Know the latest news in time, understand industry trends
News detailsPosition:Home >News > News details

Get workers to wear their PPE: 16 best practices-3


11.   Use spot coolers

Installing central air conditioning in many plant floors and machine shops isn’t feasible or affordable. But consider that workers don’t wear or frequently remove life-saving PPE when they’re hot and stuffy.

One solution: spot coolers or mobile air-conditioning units.

Spot coolers positioned near heat-generating equipment or group work areas increase workers’ comfort, making them more likely to keep PPE on.

Also: Workers can take short breaks near a spot cooler and reduce their body temperature before donning PPE and going back to work.

12.   Put in more fans

Better ventilation helps reduce high temperatures in non-cooled work areas by a few degrees.

Many facilities install multiple ceiling fans to ventilate plant floors.

Another option: Multiple box fans and oscillating floor fans.

Facility managers or contractors can come up with solutions to make workers more comfortable and more apt to wear PPE.

13.   Bring in PPE vendors

All the latest and greatest PPE looks perfect in a brochure or on a Web site. But PPE isn’t about looks – how it feels, fits and conforms to a worker’s body is the key for compliance.

More and more companies invite multiple PPE vendors to demonstrate their best and newest products on site.

Vendors can explain why certain PPE provides excellent protection, describe the materials it’s made with, and demonstrate how workers should don and doff the gear.

Safety directors and supervisors can ask questions about the products and show vendors the hazardous jobs workers do.

14.   Let workers choose their PPE

Giving workers personal choice about their PPE will increase their personal commitment to safety.

Maintenance facilities supervisor Lewis Franklin, from Kearfott Guidance and Navigation in Black Mountain, SC, learned that lesson firsthand:

“Some workers were getting lax on safety, namely PPE.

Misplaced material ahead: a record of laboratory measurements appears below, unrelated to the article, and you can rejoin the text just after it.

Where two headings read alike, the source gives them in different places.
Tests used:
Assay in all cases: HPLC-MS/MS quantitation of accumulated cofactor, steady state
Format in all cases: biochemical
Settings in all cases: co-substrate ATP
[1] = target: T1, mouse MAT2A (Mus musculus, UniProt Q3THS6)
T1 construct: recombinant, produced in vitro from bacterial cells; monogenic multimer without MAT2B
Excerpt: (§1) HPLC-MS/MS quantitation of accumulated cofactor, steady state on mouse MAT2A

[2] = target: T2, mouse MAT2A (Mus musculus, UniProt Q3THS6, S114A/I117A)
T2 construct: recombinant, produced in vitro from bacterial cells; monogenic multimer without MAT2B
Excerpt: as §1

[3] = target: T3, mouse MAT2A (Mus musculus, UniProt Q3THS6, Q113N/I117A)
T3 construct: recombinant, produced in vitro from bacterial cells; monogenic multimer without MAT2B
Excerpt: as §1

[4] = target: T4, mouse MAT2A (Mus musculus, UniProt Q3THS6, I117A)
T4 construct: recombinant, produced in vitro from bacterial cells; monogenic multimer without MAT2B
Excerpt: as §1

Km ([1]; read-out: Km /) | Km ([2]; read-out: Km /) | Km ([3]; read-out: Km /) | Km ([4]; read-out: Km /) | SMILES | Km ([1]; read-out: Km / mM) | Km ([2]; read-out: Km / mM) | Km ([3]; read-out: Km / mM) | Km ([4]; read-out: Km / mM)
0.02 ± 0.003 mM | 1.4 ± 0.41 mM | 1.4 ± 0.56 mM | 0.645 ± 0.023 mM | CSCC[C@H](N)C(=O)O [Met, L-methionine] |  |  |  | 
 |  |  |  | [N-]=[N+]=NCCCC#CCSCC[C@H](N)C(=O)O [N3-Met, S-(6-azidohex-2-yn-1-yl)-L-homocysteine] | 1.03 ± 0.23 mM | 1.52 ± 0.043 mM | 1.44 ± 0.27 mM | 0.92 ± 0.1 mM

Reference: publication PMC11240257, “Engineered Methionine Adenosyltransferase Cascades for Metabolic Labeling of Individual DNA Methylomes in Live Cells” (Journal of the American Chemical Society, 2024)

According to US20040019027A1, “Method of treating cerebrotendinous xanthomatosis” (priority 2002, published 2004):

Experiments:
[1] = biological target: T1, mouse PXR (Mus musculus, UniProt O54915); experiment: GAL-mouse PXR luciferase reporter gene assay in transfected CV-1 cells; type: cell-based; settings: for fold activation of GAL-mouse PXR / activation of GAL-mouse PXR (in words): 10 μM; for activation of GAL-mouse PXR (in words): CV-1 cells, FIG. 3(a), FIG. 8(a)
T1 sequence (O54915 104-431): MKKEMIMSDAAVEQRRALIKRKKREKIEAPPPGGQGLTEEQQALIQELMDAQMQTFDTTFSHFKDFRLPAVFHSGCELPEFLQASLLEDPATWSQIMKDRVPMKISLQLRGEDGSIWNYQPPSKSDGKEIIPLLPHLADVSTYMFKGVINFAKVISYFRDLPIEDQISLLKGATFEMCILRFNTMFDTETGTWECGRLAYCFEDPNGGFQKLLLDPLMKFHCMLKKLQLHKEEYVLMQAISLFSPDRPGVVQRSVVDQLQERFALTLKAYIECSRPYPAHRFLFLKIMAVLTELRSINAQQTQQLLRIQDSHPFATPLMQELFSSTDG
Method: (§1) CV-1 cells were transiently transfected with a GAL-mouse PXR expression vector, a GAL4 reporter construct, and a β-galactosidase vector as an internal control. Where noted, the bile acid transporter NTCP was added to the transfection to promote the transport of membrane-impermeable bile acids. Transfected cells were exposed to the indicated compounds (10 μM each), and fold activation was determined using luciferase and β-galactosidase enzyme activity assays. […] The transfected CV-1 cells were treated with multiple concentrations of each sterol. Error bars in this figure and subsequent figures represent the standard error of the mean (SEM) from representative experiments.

“Luckily we hadn’t had any major accidents. But workers weren’t taking enough of a personal interest in their safety.

“They’d wear the ‘easy’ stuff, but anything that was uncomfortable or ‘a pain’ to use, would somehow ‘slip their minds.’

“That kind of casual compliance made us nervous.

“We needed a way to get our guys to take PPE seriously. “So we went to the experts in the field – the PPE vendors.

“We brought a few vendors in to demonstrate new products and models. The big key: They met with the whole workforce, not just managers.

“Our workers asked questions and discussed options with the vendors.

And we gave them a say in what PPE would best fit their jobs.

“The costs for new PPE weren’t much more expensive than what we were paying for the gear they didn’t always wear!

“The vendors were happy. They got more business and a chance to make a free sales pitch.

“More importantly, our people are paying more attention to PPE. They know the ins and outs of the equipment they’re using, and they see why it’s so important to wear it.

“Plus we can say: ‘Look. This is what you wanted to wear and chose to wear. Now we expect you to wear it.”

Result: Workers are in compliance. And no more ‘I forgot’ excuses.”

15.   Don’t wear it? Then they don’t work

Disciplining union or salaried employees for PPE non-compliance can be challenging. Oral or written warnings are the only options for first-time PPE offenses for employees in some situations.

Not true for day laborers, non-salaried, non-union employees and contract workers. If they don’t work, they don’t get paid.

More and more foremen and supervisors simply send home workers who don’t obey PPE and other safety rules.

As one veteran foreman says: “Once they get sent home and don’t make a dime that day, they get the message pretty quick! Either they shape up and don’t mess around again,  or they choose not to come back here to work. Either way, it works out pretty good for me.”

16.   Training idea: Fall protection

Some workers who skip wearing fall protection seemingly don’t care if they get hurt. Share this story with workers at their next safety meeting on fall protection:

A construction worker wore his safety vest while working on a building. But he didn’t tie off his lanyard to a secure anchor point. He somehow lost his footing and fell from the building. The worker died.

He also fell on a co-worker directly below him. The co-worker broke his neck and jaw and suffered a concussion. He’s lucky he wasn’t killed, too. (Info: Calgary Sun)